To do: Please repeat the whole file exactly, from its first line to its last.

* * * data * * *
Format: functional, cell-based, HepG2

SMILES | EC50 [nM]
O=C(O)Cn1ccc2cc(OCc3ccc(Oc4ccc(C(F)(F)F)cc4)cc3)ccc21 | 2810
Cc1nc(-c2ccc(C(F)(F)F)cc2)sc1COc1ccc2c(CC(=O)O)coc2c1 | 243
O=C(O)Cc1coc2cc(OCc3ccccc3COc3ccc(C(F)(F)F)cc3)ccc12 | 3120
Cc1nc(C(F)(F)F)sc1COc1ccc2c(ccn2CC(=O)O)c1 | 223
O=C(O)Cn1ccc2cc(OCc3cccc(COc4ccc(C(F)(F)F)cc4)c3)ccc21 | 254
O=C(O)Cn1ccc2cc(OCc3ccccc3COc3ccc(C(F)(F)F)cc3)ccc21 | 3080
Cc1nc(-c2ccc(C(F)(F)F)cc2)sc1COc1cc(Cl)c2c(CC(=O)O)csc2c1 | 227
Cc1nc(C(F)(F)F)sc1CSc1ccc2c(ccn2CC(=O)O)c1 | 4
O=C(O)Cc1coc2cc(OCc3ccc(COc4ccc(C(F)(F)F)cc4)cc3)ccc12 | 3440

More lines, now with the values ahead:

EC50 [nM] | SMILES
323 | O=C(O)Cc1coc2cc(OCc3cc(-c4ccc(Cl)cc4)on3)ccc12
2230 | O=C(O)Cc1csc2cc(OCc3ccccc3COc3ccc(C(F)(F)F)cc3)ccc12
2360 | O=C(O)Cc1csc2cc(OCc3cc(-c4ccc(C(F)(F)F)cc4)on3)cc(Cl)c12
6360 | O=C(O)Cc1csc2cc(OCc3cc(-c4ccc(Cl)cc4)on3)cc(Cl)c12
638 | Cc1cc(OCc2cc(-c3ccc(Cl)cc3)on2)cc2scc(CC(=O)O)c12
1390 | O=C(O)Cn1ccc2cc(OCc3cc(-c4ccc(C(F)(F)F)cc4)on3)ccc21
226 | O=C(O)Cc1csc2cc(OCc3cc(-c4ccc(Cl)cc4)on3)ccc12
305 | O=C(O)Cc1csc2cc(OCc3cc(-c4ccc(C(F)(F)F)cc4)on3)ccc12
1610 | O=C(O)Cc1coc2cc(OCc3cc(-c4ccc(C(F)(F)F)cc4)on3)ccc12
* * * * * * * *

Format: functional, cell-based, HepG2

SMILES | EC50 [nM]
O=C(O)Cn1ccc2cc(OCc3ccc(Oc4ccc(C(F)(F)F)cc4)cc3)ccc21 | 2810
Cc1nc(-c2ccc(C(F)(F)F)cc2)sc1COc1ccc2c(CC(=O)O)coc2c1 | 243
O=C(O)Cc1coc2cc(OCc3ccccc3COc3ccc(C(F)(F)F)cc3)ccc12 | 3120
Cc1nc(C(F)(F)F)sc1COc1ccc2c(ccn2CC(=O)O)c1 | 223
O=C(O)Cn1ccc2cc(OCc3cccc(COc4ccc(C(F)(F)F)cc4)c3)ccc21 | 254
O=C(O)Cn1ccc2cc(OCc3ccccc3COc3ccc(C(F)(F)F)cc3)ccc21 | 3080
Cc1nc(-c2ccc(C(F)(F)F)cc2)sc1COc1cc(Cl)c2c(CC(=O)O)csc2c1 | 227
Cc1nc(C(F)(F)F)sc1CSc1ccc2c(ccn2CC(=O)O)c1 | 4
O=C(O)Cc1coc2cc(OCc3ccc(COc4ccc(C(F)(F)F)cc4)cc3)ccc12 | 3440

More lines, now with the values ahead:

EC50 [nM] | SMILES
323 | O=C(O)Cc1coc2cc(OCc3cc(-c4ccc(Cl)cc4)on3)ccc12
2230 | O=C(O)Cc1csc2cc(OCc3ccccc3COc3ccc(C(F)(F)F)cc3)ccc12
2360 | O=C(O)Cc1csc2cc(OCc3cc(-c4ccc(C(F)(F)F)cc4)on3)cc(Cl)c12
6360 | O=C(O)Cc1csc2cc(OCc3cc(-c4ccc(Cl)cc4)on3)cc(Cl)c12
638 | Cc1cc(OCc2cc(-c3ccc(Cl)cc3)on2)cc2scc(CC(=O)O)c12
1390 | O=C(O)Cn1ccc2cc(OCc3cc(-c4ccc(C(F)(F)F)cc4)on3)ccc21
226 | O=C(O)Cc1csc2cc(OCc3cc(-c4ccc(Cl)cc4)on3)ccc12
305 | O=C(O)Cc1csc2cc(OCc3cc(-c4ccc(C(F)(F)F)cc4)on3)ccc12
1610 | O=C(O)Cc1coc2cc(OCc3cc(-c4ccc(C(F)(F)F)cc4)on3)ccc12